BEIRUT • The Islamic State in Iraq and Syria (ISIS) on Saturday released a video showing 25 Syrian government soldiers being executed by teenagers in an ancient amphitheatre in the city of Palmyra.
The video documented an execution that reportedly happened shortly after the militant group captured the city on May 21.
It shows the soldiers in green and brown military uniforms being shot dead on the amphitheatre's stage, in front of an enormous version of the group's black-and-white flag.
The executioners, who all appear to be children or teenagers, are seen wearing desert camouflage and brown bandanas.
The killings are carried out in front of a relatively sparse crowd of men and children, who watch from the ancient theatre's seats. ISIS has reportedly carried out more than 200 executions, including of civilians, in and around Palmyra since it captured the city.
The executions in the Palmyra amphitheatre were first reported on May 27 by the Syrian Observatory for Human Rights, a Britain-based monitor, less than a week after ISIS captured the city.
At the time, Syria's antiquities director Mamoun Abdelkarim said he feared that the killings could signal the start of "the group's barbarism and savagery against the ancient monuments of Palmyra". Speaking to the Agence France- Presse news agency, he said: "Using the Roman theatre to execute people proves that these people are against humanity."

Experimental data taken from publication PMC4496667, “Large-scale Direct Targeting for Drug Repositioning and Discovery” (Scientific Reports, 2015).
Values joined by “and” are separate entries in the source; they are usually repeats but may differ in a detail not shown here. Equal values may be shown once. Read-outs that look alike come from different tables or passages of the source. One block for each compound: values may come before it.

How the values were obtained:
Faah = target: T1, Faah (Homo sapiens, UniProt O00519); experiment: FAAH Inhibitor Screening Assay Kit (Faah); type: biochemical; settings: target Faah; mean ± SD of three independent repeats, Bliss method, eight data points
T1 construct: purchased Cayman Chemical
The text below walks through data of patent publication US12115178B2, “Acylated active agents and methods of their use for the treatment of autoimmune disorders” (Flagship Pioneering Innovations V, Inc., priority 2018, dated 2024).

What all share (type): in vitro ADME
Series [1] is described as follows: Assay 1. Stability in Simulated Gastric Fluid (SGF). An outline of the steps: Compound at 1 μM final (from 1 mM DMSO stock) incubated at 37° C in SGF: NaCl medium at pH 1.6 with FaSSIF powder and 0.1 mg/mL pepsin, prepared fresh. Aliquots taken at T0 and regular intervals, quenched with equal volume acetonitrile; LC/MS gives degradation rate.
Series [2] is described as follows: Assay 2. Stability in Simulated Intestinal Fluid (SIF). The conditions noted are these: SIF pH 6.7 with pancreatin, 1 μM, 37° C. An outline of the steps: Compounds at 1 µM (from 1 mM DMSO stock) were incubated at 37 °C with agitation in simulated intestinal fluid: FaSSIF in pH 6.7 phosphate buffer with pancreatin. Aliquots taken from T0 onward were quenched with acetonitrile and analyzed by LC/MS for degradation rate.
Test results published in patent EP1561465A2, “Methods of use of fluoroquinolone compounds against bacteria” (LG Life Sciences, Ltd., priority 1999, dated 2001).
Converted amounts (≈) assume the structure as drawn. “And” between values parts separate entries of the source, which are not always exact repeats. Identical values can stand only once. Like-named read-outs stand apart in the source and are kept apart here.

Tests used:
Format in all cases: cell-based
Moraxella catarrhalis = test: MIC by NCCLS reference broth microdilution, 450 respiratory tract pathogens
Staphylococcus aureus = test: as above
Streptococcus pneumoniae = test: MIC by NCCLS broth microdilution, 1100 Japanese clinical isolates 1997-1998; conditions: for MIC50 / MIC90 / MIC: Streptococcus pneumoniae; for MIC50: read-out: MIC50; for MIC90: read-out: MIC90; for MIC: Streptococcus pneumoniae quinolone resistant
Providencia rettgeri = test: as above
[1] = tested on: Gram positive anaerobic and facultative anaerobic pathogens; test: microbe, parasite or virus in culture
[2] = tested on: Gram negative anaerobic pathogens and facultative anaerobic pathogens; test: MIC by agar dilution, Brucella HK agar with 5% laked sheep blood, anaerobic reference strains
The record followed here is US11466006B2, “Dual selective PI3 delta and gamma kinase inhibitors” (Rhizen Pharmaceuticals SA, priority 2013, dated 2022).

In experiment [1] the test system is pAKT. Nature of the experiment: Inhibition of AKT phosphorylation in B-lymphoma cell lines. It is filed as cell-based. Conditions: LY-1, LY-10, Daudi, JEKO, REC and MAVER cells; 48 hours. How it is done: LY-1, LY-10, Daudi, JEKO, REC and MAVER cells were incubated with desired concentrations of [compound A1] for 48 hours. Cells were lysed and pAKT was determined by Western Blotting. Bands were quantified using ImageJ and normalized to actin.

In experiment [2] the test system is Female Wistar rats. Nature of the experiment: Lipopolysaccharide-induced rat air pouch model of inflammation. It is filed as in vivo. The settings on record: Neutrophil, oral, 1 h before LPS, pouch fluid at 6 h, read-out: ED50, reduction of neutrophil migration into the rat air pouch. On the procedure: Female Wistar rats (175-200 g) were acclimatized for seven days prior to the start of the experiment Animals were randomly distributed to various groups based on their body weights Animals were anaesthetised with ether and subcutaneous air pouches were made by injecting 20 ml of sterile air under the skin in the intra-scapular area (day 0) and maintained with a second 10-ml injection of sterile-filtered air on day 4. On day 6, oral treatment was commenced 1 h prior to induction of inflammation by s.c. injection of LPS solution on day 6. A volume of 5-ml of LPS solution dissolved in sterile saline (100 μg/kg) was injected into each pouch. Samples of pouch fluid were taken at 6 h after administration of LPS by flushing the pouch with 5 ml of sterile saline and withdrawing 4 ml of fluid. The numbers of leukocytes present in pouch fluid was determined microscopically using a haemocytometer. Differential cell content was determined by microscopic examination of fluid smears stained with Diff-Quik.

The Greco-Roman ruins at Palmyra are listed as a Unesco World Heritage Site, and the city's capture by ISIS prompted international concerns over the fate of its spectacular ancient treasures.
So far, it appears ISIS has not damaged the actual ruins, although it has blown up and desecrated Muslim graves in the city, and destroyed a statue outside the Palmyra Museum.
ISIS has regularly released videos of its mass executions with slick production and gruesome violence, which, experts say, is a key propaganda tool for the militant group.
Meanwhile, the United States-led coalition on Saturday and yesterday carried out some of its heaviest air strikes yet on the group's de facto Syrian capital, killing more than 30 people, including six civilians.
The strikes also damaged infrastructure in Raqa city, the group's bastion in northern Syria.
Elsewhere, regime forces backed by Lebanon's Hizbollah advanced on the last rebel-held town in the Qalamun region, near the Lebanese border. Fighting also continued between government troops and two rebel coalitions seeking to capture territory from the regime in northern Aleppo city.